Similar to fear, you may experience anxiety for a variety of reasons, especially with an unplanned pregnancy. You may be anxious about the adoption process, reaching out to adoption experts, or meeting with prospective families. Whatever the case may be, take a deep breath, as a high level of anxiety will weaken your immune system.
Although it is common for pregnant women to experience fear and anxiety, it is healthy for you to talk to someone about these issues rather than keeping them to yourself.
Prepare for Doctor’s Appointments
We recommend that you visit your primary doctor or an obstetrician (OBGYN) as soon as you find out about your pregnancy. They will be able to tell you precisely how often you should visit them going forward. Any health concerns should be discussed with specialists as soon as possible to ensure that you will have a healthy pregnancy. Some examples of indications for a high-risk pregnancy include being pregnant at 35 or older, pre-existing health issues, or dangerous developments during pregnancy. Nonetheless, here is a brief overview of when you should see a doctor according to WebMD:
- Weeks 4 to 28: 1 prenatal visit a month
- Weeks 28 to 36: 1 prenatal visit every 2 weeks
- Weeks 36 to 40: 1 prenatal visit every week
How to Plan for Your Unexpected Expecting
Even when you have not made up your mind regarding your future, we encourage you to reach out to our adoption experts at Adoption Choices of New York as soon as possible.
We will provide you with all the necessary information and help you on how to plan for your unplanned pregnancy. Our specialists are trained professionals with all the necessary knowledge to guide you through the adoption process and anything you will need after the placement. The consultations will be private and you can request to have us call you instead. Visit our website for more information or download our brochure for expecting birth mothers.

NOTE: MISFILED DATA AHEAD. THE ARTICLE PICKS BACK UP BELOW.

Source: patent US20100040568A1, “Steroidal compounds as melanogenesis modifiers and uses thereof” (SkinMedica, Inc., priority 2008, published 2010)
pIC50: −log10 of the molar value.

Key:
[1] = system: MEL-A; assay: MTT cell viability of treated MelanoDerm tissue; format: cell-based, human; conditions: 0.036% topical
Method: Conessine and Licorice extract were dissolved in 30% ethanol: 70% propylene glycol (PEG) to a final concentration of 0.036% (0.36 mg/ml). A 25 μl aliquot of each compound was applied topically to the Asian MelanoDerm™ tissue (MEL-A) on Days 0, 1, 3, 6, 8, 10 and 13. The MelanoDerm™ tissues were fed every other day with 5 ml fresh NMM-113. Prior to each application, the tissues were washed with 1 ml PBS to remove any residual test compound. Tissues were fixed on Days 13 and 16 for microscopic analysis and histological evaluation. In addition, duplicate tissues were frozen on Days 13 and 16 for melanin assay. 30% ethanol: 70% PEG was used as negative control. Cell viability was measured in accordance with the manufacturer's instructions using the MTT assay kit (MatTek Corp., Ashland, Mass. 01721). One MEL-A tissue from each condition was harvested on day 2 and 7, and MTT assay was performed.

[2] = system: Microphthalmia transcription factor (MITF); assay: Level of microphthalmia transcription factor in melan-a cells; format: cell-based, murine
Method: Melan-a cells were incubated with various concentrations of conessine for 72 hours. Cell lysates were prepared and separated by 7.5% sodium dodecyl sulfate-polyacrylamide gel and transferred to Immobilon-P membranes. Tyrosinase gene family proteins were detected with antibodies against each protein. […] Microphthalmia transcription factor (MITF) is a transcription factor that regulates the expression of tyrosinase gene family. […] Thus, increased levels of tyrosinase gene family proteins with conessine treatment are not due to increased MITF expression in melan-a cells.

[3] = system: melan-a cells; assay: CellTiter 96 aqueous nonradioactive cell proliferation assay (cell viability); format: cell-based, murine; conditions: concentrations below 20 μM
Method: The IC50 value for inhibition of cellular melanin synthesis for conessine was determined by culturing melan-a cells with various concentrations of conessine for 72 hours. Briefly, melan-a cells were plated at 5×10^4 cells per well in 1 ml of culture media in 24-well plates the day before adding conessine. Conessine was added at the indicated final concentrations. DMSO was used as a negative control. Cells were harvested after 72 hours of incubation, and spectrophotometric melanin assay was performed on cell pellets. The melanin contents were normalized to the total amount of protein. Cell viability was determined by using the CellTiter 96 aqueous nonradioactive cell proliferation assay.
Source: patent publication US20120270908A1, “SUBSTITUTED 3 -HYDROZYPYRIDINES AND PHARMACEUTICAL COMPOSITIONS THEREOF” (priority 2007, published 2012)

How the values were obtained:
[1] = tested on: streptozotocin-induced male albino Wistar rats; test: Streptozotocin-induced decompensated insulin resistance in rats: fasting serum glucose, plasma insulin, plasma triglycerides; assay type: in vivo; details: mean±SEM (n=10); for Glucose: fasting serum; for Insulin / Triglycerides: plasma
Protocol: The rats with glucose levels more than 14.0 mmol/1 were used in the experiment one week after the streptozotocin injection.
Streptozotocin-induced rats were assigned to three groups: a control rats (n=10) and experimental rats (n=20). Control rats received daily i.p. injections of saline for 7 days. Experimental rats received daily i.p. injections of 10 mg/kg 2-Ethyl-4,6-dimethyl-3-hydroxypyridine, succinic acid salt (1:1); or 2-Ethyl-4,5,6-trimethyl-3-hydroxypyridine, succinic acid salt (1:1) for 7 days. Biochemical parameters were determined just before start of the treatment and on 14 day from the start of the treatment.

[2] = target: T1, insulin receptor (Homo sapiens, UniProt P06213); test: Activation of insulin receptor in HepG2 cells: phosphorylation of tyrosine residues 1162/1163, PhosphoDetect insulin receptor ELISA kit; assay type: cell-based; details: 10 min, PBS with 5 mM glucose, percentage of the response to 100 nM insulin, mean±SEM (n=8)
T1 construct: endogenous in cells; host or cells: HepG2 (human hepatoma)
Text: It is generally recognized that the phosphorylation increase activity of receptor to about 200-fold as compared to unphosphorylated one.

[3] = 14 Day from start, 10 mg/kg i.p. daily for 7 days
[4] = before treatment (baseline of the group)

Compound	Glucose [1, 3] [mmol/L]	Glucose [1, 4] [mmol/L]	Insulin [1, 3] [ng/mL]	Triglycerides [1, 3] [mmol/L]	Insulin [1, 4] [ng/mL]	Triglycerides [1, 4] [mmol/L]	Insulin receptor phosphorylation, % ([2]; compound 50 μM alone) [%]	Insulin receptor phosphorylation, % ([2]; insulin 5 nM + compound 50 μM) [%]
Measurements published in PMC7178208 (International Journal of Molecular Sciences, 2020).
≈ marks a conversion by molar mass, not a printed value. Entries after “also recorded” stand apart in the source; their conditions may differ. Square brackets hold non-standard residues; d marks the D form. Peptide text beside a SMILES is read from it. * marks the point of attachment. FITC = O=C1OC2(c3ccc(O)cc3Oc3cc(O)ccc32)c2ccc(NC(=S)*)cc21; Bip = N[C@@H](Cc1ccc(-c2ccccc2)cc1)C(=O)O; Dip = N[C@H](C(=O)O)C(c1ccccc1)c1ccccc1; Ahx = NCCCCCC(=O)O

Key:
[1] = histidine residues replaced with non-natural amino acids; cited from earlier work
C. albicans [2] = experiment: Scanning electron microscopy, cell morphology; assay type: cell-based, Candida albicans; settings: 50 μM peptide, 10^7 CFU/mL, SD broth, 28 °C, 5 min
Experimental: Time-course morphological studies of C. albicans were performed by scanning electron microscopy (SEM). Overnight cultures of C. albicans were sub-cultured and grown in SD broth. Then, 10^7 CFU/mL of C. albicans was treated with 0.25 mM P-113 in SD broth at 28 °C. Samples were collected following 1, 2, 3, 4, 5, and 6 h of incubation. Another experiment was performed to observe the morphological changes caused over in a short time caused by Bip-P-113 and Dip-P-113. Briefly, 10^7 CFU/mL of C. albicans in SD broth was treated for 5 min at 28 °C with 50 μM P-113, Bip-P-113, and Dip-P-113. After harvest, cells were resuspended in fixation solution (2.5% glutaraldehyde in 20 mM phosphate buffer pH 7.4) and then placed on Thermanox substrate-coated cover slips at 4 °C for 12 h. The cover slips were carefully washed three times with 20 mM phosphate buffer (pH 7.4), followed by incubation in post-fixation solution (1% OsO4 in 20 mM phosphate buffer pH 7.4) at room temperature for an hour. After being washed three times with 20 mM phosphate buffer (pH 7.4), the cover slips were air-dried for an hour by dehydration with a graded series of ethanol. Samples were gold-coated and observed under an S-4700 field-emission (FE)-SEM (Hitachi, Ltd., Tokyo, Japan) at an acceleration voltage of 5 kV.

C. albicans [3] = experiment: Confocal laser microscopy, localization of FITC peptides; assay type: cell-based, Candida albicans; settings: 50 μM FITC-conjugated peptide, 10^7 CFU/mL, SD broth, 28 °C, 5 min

Unexpected plans can be stressful and you may feel overwhelmed with all the decisions you will have to make. Don’t worry too much – because you are not on this journey alone.
Adoption Choices of New York
For more information on adoption or if you are currently in the process of adopting a baby and have any questions or concerns, feel free to contact, Adoption Choices of New York.
About the Author
Lisa Truong is an undergraduate journalism major at the University of Denver. She is minoring in writing and Chemistry. She has been commended by professors for her news stories as well as creative writing.
During her freshman year, her essay “See Ya on the Other Side” was displayed at a writing exhibition sponsored by the University of Denver. That essay later went on to be published in Many Voices One DU, a book also sponsored by the university.
Lisa frequently volunteers to be a leader at the Daniels School of Business for their quarterly Ethics Boot Camp where students learn about the importance of character in business. In her free time, Lisa enjoys watching animated movies with her mother, listening to music, going for bike rides, and eating breakfast food.
“Body Changes During Pregnancy.” LiveScience. Purch. Accessed February 13, 2020. https://www.livescience.com/50877-regnancy-body-changes.html.
Johnson, Traci C. “How Often Do I Need Prenatal Visits?” WebMD. WebMD, June 25, 2018. https://www.webmd.com/baby/how-often-do-i-need-prenatal-visits.
“Mood Swings & Mommy Brain: The Emotional Challenges of Pregnancy.” LiveScience. Purch. Accessed February 13, 2020. https://www.livescience.com/51043-pregnancy-emotions.html.